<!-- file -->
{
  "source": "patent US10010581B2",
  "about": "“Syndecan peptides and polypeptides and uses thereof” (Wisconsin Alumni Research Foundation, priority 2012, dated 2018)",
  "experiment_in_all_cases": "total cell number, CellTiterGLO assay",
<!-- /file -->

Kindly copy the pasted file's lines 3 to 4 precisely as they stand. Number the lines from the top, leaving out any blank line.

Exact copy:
  "about": "“Syndecan peptides and polypeptides and uses thereof” (Wisconsin Alumni Research Foundation, priority 2012, dated 2018)",
  "experiment_in_all_cases": "total cell number, CellTiterGLO assay",